Background: Herpes simplex virus types 1 and 2 (HSV-1 and HSV-2) are common infections with serious sequelae. HSV-1 is an increasingly important cause of genital herpes in industrialized countries.
Methods: Using nationally representative data from the National Health and Nutrition Examination Survey (NHANES), we examined HSV-1 and HSV-2 seroprevalence among 14- to 49-year-olds in the United States. We estimated seroprevalence in 1999–2004 and 2005–2010, stratified by sociodemographic characteristics and sexual behaviors. We also reviewed HSV-1 and HSV-2 seroprevalence from 1976–1980 to 2005–2010.
Results: In 2005–2010, the seroprevalence of HSV-1 was 53.9%, and the seroprevalence of HSV-2 was 15.7%. From 1999–2004 to 2005–2010, HSV-1 seroprevalence declined by nearly 7% (P < .01), but HSV-2 seroprevalence did not change significantly. The largest decline in HSV-1 seroprevalence from 1999–2004 to 2005–2010 was observed among adolescents aged 14–19 years, among whom seroprevalence declined by nearly 23%, from 39.0% to 30.1% (P < .01). In this age group, HSV-1 seroprevalence declined >29% from 1976–1980 to 2005–2010 (P < .01).
Conclusions: An increasing number of adolescents lack HSV-1 antibodies at sexual debut. In the absence of declines in HSV-2 infections, the prevalence of genital herpes may increase.
It appears that better hygeine, improvements in living conditions, and other factors have led to a decrease in the prevalence of HSV-1, which is a common cause of cold sores, in adolescents. That’s good! But there’s a problem. It’s thought that kids who get exposed to HSV-1 in a non-sexual way are better protected against genital herpes caused by HSV-1 later in life. Form the accompanying editorial:
Stated differently, almost 1 in 10 adolescents who 10 years ago already would have acquired HSV-1 earlier in life now are vulnerable to getting a primary infection as they enter their sexually active years. This is occurring at the same time in which sexual practices have substantially shifted, with increases in oral sex reported in adults over the past 20 years [5–7]. In 2007–2010, almost half of 15- to 19-year-olds and more than four-fifths of 20- to 24-year-olds had engaged in oral sex practices . This produces the perfect storm of serosusceptible adolescents engaging in sexual behavior that increases the likelihood that their first exposure to HSV-1 will be on their genitalia, and, thus, that they will develop HSV-1 genital herpes. Increasing rates of genital HSV-1 infection already are being seen in several studies published over the past decade [9–11], and Bradley and colleagues’ data give reason to be concerned that this trend will accelerate.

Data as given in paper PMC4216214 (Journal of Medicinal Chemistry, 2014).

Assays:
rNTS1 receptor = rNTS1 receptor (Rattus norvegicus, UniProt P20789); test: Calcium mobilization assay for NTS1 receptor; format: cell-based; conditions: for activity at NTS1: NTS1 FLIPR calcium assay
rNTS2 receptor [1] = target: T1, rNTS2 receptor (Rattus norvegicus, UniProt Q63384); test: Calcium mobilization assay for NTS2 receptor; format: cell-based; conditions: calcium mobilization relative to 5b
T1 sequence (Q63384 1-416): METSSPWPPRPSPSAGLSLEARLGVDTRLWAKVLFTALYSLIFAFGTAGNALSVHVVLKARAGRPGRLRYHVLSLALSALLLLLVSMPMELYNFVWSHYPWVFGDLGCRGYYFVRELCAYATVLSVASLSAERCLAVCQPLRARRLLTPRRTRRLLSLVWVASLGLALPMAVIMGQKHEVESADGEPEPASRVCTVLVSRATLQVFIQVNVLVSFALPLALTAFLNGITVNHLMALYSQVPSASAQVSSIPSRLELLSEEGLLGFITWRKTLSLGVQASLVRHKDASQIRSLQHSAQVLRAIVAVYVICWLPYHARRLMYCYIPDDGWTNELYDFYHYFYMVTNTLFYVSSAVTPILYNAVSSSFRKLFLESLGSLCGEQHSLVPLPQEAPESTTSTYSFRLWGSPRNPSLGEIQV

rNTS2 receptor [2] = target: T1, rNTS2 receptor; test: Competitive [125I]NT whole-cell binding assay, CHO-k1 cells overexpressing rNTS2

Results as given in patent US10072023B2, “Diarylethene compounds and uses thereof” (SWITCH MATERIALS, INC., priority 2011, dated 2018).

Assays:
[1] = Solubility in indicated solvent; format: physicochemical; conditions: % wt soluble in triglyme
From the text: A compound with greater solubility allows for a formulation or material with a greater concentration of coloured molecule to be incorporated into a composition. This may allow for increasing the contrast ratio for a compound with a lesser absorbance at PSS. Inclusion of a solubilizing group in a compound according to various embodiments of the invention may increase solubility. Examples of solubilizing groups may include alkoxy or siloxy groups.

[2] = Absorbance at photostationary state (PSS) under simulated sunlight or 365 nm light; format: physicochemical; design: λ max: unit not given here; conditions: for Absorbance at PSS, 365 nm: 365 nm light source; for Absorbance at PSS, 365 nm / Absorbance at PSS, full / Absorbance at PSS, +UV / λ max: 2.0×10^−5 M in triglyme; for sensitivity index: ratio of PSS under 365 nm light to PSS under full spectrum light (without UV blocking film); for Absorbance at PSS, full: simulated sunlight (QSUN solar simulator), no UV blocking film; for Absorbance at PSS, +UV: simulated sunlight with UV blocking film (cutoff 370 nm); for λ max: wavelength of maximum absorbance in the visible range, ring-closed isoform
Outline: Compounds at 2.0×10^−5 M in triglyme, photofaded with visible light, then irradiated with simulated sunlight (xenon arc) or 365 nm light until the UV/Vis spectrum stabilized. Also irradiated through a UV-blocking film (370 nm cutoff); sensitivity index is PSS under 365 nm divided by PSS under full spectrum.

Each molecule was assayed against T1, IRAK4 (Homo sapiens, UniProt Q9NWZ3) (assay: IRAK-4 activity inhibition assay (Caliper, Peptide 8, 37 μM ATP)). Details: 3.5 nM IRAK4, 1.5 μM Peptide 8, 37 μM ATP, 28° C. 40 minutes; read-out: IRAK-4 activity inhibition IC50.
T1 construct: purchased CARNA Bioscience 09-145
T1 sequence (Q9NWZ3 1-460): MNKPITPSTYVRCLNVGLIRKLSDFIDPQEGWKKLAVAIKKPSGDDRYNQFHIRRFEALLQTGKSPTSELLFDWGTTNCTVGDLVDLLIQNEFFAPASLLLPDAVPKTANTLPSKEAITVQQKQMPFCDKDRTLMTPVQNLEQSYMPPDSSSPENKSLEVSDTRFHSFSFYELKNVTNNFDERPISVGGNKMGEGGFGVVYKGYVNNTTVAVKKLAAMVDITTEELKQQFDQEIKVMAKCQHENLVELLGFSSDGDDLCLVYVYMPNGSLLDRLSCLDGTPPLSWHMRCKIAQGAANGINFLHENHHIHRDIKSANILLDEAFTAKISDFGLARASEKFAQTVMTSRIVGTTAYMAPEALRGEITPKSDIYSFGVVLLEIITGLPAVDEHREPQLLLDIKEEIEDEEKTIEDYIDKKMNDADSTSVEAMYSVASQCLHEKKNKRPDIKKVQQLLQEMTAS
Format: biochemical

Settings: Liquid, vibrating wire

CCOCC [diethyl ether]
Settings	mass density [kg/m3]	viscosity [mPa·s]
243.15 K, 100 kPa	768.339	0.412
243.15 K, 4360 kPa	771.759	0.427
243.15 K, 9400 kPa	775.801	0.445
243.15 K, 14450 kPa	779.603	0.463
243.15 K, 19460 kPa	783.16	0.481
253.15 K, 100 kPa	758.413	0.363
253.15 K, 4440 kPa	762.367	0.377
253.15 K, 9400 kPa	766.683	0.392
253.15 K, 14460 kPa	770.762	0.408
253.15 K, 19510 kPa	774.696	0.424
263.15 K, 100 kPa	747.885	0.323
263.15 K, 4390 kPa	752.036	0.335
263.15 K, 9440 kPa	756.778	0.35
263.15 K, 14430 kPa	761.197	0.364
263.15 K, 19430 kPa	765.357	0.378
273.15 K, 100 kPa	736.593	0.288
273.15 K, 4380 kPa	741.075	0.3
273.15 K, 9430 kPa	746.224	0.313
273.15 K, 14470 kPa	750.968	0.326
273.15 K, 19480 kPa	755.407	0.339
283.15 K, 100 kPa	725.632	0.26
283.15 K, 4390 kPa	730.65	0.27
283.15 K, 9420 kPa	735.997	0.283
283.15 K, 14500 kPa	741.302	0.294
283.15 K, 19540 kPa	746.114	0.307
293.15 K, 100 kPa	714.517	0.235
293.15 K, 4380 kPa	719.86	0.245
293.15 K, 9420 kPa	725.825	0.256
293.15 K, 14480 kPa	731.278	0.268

The “worst case” scenario would be an adolescent being exposed to genitally to HSV-1 by oral sex from another adolescent who has a cold sore. This would lead to an explosion of HSV-1 genital herpes. Since more adolescents are not building up immunity to HSV-1 today, and more adolescents are engaging in oral sex today, this is also a much more likely scenario today. It’s a problem.